Late last year I reviewed the affordable Model 975 AV preamp from Internet-direct darling Outlaw Audio, which in turn prompted many readers to insist that I review the Emotiva UMC-200 AV preamp as well, for obvious reasons. I was happy to oblige and my resulting review - and arguably, my experience - was a positive one, to say the least. Shortly after receiving a copy of the review for fact-checking, Emotiva head honcho Dan Laufman reached out to me, asking if I would be interested in reviewing another Emotiva product. Sure, I replied, but rather than try to bowl me over with, say, the new XPR Series of amplifiers or perhaps giving me first crack at the soon-to-be-released XMC-1 AV preamp, he offered up a $500 amplifier in the form of the UPA-700. Hmm. When asked why he insisted upon sending me an amp that is modest by even Emotiva's standards, Dan simply replied, "I think you'll be shocked." It's been a long time since I've delved into the world of truly affordable amplification, unless you count my experiments with pro-style amplifiers. I supposed Dan would be proven correct: whether the experience was good or bad was to be determined.
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I should begin by apologizing, as I stated above that Dan sent me a $500 amplifier in the UPA-700. This is a lie, as it is a $499 amplifier, which like all Emotiva amplifiers is sold direct via the company's website. The UPA-700 takes its styling cues from the older UPA/XPA line of amplifiers rather than the newly released and rather sexy XPR lineup of products. This isn't to say the UPA-700 isn't physically attractive - it actually is - it's just not as attractive as the XPR amps. Still, the XPR amp's styling doesn't necessarily fit with any of Emotiva's other product offerings, meaning if you own a UMC-1 or have recently purchased a UMC-200 AV preamp, the UPA-700 will mate brilliantly. In truth, the UPA-700 is aimed at the consumer who would otherwise be in the market for a higher-end AV receiver, like the Sony STR-DA5800ES I reviewed recently. Pairing the UPA-700 with the UMC-200 would result in a separates system that would compete (and likely best) the Sony's performance at a sonic level for less than the Sony's $2,000 retail price: $902 less, to be exact. That's a good value proposition, but then again, that's always been Emotiva's MO.
Getting back to the UPA-700, it is a solid piece of kit that in person appears far more impressive and well-built than its pictures on the Internet would lead you to believe. It measures 17 inches wide by six inches high and just under 17 inches deep. It weighs a manageable 29 pounds although, like the UMC-200 I reviewed previous, it feels far more substantial in hand. The chassis is black with silver aluminum trim pieces (removable) flanking either side. There is a rather large "window" dead center of the front panel that houses the amp's indicator lights, which are defeatable via a switch on the rear of the amp. Below the indicator lights rests a large standby on/off button that features Emotiva's trademark "E" logo. The standby button glows amber when not in use and blue when the amp is operational.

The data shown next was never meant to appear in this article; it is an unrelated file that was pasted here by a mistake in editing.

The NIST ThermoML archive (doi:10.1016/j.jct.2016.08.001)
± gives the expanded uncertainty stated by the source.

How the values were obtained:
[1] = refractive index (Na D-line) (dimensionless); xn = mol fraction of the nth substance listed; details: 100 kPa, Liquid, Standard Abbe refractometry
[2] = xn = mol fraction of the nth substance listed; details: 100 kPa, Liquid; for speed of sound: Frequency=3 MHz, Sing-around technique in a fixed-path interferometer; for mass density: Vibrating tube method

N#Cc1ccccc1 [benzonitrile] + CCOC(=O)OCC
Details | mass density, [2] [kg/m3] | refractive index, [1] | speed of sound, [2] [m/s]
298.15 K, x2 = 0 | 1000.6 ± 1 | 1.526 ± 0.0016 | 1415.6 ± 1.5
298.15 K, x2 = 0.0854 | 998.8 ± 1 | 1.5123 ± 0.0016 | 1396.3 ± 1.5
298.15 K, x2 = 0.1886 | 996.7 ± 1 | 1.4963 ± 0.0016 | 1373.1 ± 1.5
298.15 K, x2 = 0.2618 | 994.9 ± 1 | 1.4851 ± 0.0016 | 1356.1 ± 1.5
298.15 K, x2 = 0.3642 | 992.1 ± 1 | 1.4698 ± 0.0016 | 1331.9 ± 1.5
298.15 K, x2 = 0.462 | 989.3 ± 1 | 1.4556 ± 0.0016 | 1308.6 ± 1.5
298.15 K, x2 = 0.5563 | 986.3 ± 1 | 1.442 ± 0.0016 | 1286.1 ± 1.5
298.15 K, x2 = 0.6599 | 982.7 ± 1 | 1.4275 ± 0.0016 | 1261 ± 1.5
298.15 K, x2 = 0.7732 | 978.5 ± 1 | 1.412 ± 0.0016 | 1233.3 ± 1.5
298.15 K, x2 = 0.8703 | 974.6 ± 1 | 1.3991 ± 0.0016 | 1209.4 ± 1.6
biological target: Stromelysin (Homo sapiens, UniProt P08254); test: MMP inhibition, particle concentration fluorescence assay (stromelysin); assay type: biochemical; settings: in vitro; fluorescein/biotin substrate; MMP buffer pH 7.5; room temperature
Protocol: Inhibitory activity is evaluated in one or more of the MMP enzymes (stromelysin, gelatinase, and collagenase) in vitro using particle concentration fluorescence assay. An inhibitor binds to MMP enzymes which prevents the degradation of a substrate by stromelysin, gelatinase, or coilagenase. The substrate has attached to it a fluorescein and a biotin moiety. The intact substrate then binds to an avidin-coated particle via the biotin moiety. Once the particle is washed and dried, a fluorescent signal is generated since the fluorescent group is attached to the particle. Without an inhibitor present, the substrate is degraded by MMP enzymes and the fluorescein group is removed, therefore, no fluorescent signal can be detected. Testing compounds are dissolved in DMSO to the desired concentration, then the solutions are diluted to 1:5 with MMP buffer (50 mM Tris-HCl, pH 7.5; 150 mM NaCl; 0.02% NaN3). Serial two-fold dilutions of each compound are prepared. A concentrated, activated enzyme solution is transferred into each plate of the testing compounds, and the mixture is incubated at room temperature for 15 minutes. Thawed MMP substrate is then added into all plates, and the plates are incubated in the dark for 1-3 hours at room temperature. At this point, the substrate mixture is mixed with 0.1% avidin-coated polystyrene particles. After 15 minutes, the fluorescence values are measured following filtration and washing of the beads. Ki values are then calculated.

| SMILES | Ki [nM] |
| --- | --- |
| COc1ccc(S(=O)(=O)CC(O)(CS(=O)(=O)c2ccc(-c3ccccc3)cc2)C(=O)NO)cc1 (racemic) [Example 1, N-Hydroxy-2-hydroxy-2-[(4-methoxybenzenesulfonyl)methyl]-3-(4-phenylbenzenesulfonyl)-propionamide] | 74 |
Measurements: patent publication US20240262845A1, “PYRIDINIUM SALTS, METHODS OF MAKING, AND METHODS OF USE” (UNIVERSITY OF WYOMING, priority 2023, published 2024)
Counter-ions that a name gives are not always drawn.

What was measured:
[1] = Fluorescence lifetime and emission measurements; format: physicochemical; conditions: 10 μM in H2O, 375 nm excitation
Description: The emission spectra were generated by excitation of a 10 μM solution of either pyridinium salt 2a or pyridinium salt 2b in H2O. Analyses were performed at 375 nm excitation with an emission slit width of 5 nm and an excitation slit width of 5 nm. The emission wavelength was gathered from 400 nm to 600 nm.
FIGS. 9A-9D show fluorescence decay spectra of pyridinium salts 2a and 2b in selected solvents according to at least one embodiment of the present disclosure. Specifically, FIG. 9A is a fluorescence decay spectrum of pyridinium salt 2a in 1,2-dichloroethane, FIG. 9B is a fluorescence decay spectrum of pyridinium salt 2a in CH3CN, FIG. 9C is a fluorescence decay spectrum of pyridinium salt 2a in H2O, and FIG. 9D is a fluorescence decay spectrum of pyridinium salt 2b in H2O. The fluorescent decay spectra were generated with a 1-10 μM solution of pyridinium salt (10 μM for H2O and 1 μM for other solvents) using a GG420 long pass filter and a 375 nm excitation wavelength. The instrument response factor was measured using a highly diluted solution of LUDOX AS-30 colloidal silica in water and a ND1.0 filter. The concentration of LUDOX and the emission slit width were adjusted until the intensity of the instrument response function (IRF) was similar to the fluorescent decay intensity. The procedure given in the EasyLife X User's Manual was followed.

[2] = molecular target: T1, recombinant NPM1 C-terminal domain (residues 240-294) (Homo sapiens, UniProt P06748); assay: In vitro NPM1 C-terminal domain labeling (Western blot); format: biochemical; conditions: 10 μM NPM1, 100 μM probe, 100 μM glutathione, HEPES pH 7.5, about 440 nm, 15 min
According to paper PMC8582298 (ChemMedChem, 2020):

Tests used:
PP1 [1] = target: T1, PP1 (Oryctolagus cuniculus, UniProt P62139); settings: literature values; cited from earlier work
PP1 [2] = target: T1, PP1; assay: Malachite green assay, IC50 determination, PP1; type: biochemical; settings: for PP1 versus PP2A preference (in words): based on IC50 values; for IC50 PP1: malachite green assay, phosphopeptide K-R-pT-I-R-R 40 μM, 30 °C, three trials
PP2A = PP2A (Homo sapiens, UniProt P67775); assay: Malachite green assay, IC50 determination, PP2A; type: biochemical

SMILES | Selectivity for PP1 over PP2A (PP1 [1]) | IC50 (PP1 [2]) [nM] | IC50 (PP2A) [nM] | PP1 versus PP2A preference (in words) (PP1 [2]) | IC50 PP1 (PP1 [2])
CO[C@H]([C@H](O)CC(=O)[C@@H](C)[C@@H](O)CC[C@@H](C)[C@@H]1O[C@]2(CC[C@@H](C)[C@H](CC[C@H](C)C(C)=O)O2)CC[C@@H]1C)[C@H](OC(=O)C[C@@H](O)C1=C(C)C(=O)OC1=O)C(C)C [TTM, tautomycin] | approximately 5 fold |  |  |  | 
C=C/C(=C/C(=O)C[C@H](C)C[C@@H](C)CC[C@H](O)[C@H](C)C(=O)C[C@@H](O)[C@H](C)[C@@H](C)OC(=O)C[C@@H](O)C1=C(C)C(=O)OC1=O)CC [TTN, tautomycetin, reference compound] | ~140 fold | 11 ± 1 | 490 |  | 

Around back, you'll find a cleanly and clearly laid-out back panel, starting with the status LED control switch, which can be set to on or off, as well as a pair of 12-volt triggers, one input and one output. Immediately to the right of those options rest the seven unbalanced (RCA) inputs and seven pairs of five-way binding posts. All of the seven inputs and outputs are neatly spaced and clearly labeled. On the far right side of the back panel, you'll find the unit's main on/off switch, as well as its removable power cord receptacle.
As you've no doubt gathered by now, the UPA-700 is a seven-channel amplifier, with each channel capable of churning out a modest but sufficient 80 watts into eight ohms, all channels driven. The power output doesn't however double down into four ohms. Instead, it comes to rest at 100 watts per channel - again, all channels driven. The UPA-700 itself is a fully discrete dual-differential high-current design that operates Class A/B.
Naturally, I'm sure Dan would've preferred me to use the UPA-700 in conjunction with the recently reviewed UMC-200 that I still had on hand. While I did pair the two together, it's important to note that the performance notations you'll read in a moment were carried out with the UPA-700 connected to my reference AV preamp, the Integra DHC 80.2. Why? Because when I review a component, it's best to make it the only variable and, while I've become familiar with the UMC-200 since its arrival, I'm more familiar with my Integra. The two pieces were connected together via five one-meter RCA cables from Monoprice. The UPA-700 was then charged with powering five identical Aperion Audio Intimus 5B bookshelf speakers (left, center, right and surrounds), which were connected to the 700 via 12-gauge bulk speaker wire from Binary, a SnapAV company. I used SVS' wonderful SB13-Ultra for subwoofer duties. Source components included Oppo's new-ish BDP-103 universal player and Dune's HD Max Blu-ray player/media streamer, both of which were connected to my Integra via one-meter runs of high-speed HDMI cable from Monoprice. The total cost of this setup minus video, which came by way of a SIM2 Nero and a 120-inch Elite Screen, was just under $6,000 total. Subtract my Integra and replace it instead with Emotiva's own UMC-200 and the total system price drops to just a hair over $4,000. Swap out the SVS sub (why you'd want to is beyond me) and it would be very easy to assemble a system on par with what I used for this review for around $3,000 total - plus video, of course. This is an important fact to keep in the back of your head as we proceed.
Read about the performance of the Emotiva UPA-700 amplifier on Page 2.